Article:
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Craigavon
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Craigavon

Craigavon borough
Geography
Area:
- Total
- % Water
Ranked 19th
378 km²
? %
Admin HQ: Craigavon
: GB-CGV
ONS code: 95N
Demographics
Population:
- Total (April 29, 2001)
- Density
Ranked 5th
80,671
213 / km²
Community: Protestant: 52.9%
Catholic: 44.7
Politics
Craigavon Borough Council
http://www.craigavon.gov.uk
MP: David Trimble

Craigavon is a borough in Northern Ireland, including the towns of Portadown and Lurgan. It has a population of about 80,000, and is not far from Lough Neagh. Originally, Craigavon was planned as a 'new city' on a par with the new towns that were being built in England in the 1960s. The plan was to build a large development between the neighbouring towns of Lurgan and Portadown and thus create a large urban/suburban connurbation. It was hoped that this would encourage people to move out of the crowded streets of Belfast which was attracting the large majority of development in the region - Craigavon was supposed to ensure a more even distribution of development across Northern Ireland. Critics argue that Derry/Londonderry in the North West would have been a more appropriate choice, but was excluded by the Stormont-based government for sectarian reasons. The terms of reference given to the author of the Matthews Report in 1963 stated that any development plan for Northern Ireland must concentrate development East of the River Bann (where there was a protestant majority) so as 'not to upset denominational ratios.'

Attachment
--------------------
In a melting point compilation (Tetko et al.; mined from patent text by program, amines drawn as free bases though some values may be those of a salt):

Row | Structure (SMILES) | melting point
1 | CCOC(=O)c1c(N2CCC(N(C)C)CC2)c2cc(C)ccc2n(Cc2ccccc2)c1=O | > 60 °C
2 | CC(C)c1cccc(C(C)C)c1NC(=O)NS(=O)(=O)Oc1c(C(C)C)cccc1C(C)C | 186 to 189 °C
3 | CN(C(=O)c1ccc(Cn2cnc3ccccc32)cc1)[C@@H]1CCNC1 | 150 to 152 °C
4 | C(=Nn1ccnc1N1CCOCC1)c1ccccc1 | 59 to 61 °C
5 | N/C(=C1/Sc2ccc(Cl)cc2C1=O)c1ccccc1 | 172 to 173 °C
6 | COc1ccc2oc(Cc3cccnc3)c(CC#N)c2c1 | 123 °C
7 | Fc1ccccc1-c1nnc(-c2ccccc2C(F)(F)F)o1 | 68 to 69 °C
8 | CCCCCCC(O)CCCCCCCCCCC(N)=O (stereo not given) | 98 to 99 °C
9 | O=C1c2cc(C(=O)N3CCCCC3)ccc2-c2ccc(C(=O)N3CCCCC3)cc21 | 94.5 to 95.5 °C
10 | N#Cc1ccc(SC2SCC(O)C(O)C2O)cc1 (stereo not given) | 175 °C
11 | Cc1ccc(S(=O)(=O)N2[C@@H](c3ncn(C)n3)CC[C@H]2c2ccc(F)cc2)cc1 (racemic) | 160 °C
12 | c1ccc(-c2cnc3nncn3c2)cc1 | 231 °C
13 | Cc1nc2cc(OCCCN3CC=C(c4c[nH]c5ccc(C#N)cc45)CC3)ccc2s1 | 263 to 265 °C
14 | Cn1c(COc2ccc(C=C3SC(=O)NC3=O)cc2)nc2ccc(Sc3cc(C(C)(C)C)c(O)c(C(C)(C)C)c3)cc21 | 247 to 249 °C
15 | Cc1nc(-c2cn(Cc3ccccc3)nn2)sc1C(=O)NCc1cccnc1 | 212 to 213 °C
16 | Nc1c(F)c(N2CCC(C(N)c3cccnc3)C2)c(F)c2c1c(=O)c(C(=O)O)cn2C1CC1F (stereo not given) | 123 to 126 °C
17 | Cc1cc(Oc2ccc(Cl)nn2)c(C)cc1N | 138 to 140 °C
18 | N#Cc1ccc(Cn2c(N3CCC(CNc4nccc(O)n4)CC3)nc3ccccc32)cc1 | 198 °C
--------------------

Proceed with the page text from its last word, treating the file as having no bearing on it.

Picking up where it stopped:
Some of the most striking features of the development include the seperation of motor vehicles from pedestrians and cyclists who have their own dedicated path network, use of roundabouts instead of traffic lights at junctions, situation of self-contained shopping centres in each housing area on an evenly-distributed and planned basis, and the total seperation of industrial land-use from all other uses.

Problems began to come to light when it emerged that some large-scale housing areas had been built with materials and techniques that had not been fully tested, with the result that insulation, sound-proofing and durability were not adequate. The area's main employer, Goodyear, had a large fan-belt factory in the Silverwood industrial estate, and at the time it was Europe's largest factory. The plant failed to make money on a consistent basis, and had to close. It also emerged that the population projections for Northern Ireland upon which the project was based were wildly inaccurate, with the result that the planned development was overkill. Approximately 50% of what was planned was never built, and of what was built, nearly half of that had to be demolished after years of lying empty and derelict. It was no tuncommon to drive through Craigavon in the early 1980s and see entire housing estates and acres of housing abandoned.

Critics of single use zoning would find much to criticise in Craigavon where this type of urban planning has been used extensively. Only in the older towns is traditional town planning more prevalent.

The identity of a new city never really caught on. The name 'Craigavon' is today used by locals to refer to the rump of the housing development between Lurgan and Portadown, but the names of the old towns stubbornly live on and so does their identity.

Together with part of the district of Banbridge, it forms the Upper Bann constituency for elections to the Westminster Parliament and Northern Ireland Assembly.

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